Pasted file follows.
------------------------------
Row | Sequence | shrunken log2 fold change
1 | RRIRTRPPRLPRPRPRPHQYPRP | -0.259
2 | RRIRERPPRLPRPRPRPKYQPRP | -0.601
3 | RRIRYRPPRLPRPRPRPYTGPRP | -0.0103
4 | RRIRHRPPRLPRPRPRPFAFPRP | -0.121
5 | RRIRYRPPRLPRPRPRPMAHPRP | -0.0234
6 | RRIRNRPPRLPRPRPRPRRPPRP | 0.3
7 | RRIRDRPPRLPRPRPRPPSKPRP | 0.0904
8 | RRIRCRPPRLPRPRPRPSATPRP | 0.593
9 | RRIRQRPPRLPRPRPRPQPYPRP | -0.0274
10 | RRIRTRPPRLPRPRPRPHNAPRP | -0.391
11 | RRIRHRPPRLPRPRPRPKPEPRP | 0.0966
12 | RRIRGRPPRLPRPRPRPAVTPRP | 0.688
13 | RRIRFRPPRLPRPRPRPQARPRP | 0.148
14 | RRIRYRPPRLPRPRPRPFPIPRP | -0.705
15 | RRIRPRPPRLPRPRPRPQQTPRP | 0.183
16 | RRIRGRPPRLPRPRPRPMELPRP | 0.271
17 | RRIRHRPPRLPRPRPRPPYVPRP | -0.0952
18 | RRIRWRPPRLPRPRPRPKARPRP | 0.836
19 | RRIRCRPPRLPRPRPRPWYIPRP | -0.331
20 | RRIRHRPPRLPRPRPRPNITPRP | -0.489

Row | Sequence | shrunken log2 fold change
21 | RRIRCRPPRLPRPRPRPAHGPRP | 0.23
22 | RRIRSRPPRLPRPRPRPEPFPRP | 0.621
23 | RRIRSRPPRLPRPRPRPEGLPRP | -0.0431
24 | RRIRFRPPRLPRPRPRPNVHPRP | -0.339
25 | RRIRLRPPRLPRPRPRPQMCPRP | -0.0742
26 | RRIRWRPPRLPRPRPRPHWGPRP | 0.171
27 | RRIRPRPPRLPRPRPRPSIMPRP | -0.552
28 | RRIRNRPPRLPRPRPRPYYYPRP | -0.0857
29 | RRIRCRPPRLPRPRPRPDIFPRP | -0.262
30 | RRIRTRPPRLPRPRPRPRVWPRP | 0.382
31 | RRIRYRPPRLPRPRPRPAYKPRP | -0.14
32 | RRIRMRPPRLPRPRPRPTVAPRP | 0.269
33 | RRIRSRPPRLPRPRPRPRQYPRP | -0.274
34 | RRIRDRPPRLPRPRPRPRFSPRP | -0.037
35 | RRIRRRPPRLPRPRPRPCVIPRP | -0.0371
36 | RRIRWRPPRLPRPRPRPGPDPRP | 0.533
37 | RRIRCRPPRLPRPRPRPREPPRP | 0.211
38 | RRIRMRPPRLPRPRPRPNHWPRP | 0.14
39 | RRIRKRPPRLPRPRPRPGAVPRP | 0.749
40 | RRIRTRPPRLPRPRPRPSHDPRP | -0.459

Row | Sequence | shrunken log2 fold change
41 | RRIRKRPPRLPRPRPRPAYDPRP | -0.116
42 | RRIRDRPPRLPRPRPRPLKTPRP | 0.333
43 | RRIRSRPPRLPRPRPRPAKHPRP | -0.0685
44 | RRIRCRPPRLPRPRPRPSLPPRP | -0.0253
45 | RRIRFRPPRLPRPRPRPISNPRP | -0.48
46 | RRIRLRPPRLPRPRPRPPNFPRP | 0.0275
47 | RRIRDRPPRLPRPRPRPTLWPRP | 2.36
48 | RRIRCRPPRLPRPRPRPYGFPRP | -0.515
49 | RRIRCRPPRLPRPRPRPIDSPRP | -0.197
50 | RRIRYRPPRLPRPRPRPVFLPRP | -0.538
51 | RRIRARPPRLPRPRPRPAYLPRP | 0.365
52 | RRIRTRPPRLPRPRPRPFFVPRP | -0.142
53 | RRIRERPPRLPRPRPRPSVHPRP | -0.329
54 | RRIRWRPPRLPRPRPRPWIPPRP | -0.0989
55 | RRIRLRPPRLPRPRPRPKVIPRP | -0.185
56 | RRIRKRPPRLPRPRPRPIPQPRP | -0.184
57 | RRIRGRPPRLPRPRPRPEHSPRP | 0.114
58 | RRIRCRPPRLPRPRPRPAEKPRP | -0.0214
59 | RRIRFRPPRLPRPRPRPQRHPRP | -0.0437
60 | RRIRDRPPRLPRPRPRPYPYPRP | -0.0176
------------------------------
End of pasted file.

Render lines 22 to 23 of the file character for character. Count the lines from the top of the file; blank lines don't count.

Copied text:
Row | Sequence | shrunken log2 fold change
21 | RRIRCRPPRLPRPRPRPAHGPRP | 0.23